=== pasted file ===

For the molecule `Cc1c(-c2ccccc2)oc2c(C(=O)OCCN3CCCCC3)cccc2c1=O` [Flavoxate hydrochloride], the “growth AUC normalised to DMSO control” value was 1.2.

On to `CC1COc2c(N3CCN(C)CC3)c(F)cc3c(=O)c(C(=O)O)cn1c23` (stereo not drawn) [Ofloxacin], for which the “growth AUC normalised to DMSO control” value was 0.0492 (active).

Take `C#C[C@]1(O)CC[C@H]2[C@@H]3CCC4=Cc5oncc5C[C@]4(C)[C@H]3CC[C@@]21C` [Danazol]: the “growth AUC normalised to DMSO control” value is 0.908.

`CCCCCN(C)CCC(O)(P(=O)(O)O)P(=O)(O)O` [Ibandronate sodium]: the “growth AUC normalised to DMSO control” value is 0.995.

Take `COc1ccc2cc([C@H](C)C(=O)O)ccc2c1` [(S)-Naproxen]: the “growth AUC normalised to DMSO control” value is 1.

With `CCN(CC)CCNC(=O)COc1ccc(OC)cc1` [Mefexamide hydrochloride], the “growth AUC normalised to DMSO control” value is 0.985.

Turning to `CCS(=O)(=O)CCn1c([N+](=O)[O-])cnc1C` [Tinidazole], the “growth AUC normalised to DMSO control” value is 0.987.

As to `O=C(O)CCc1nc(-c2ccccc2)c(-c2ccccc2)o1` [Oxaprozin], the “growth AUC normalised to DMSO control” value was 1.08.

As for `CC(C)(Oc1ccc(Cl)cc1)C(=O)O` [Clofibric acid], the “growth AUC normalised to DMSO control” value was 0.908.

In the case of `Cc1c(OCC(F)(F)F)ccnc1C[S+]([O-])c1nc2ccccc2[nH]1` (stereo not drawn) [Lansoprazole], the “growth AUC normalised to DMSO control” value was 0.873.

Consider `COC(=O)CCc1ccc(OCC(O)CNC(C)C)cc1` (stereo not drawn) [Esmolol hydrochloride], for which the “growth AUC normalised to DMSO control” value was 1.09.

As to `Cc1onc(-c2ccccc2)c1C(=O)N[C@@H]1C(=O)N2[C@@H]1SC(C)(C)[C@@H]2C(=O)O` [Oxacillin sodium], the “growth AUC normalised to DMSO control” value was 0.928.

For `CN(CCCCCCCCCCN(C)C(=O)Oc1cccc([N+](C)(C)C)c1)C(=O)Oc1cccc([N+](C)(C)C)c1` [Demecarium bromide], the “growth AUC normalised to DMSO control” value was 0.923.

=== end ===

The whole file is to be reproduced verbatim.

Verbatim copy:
For the molecule `Cc1c(-c2ccccc2)oc2c(C(=O)OCCN3CCCCC3)cccc2c1=O` [Flavoxate hydrochloride], the “growth AUC normalised to DMSO control” value was 1.2.

On to `CC1COc2c(N3CCN(C)CC3)c(F)cc3c(=O)c(C(=O)O)cn1c23` (stereo not drawn) [Ofloxacin], for which the “growth AUC normalised to DMSO control” value was 0.0492 (active).

Take `C#C[C@]1(O)CC[C@H]2[C@@H]3CCC4=Cc5oncc5C[C@]4(C)[C@H]3CC[C@@]21C` [Danazol]: the “growth AUC normalised to DMSO control” value is 0.908.

`CCCCCN(C)CCC(O)(P(=O)(O)O)P(=O)(O)O` [Ibandronate sodium]: the “growth AUC normalised to DMSO control” value is 0.995.

Take `COc1ccc2cc([C@H](C)C(=O)O)ccc2c1` [(S)-Naproxen]: the “growth AUC normalised to DMSO control” value is 1.

With `CCN(CC)CCNC(=O)COc1ccc(OC)cc1` [Mefexamide hydrochloride], the “growth AUC normalised to DMSO control” value is 0.985.

Turning to `CCS(=O)(=O)CCn1c([N+](=O)[O-])cnc1C` [Tinidazole], the “growth AUC normalised to DMSO control” value is 0.987.

As to `O=C(O)CCc1nc(-c2ccccc2)c(-c2ccccc2)o1` [Oxaprozin], the “growth AUC normalised to DMSO control” value was 1.08.

As for `CC(C)(Oc1ccc(Cl)cc1)C(=O)O` [Clofibric acid], the “growth AUC normalised to DMSO control” value was 0.908.

In the case of `Cc1c(OCC(F)(F)F)ccnc1C[S+]([O-])c1nc2ccccc2[nH]1` (stereo not drawn) [Lansoprazole], the “growth AUC normalised to DMSO control” value was 0.873.

Consider `COC(=O)CCc1ccc(OCC(O)CNC(C)C)cc1` (stereo not drawn) [Esmolol hydrochloride], for which the “growth AUC normalised to DMSO control” value was 1.09.

As to `Cc1onc(-c2ccccc2)c1C(=O)N[C@@H]1C(=O)N2[C@@H]1SC(C)(C)[C@@H]2C(=O)O` [Oxacillin sodium], the “growth AUC normalised to DMSO control” value was 0.928.

For `CN(CCCCCCCCCCN(C)C(=O)Oc1cccc([N+](C)(C)C)c1)C(=O)Oc1cccc([N+](C)(C)C)c1` [Demecarium bromide], the “growth AUC normalised to DMSO control” value was 0.923.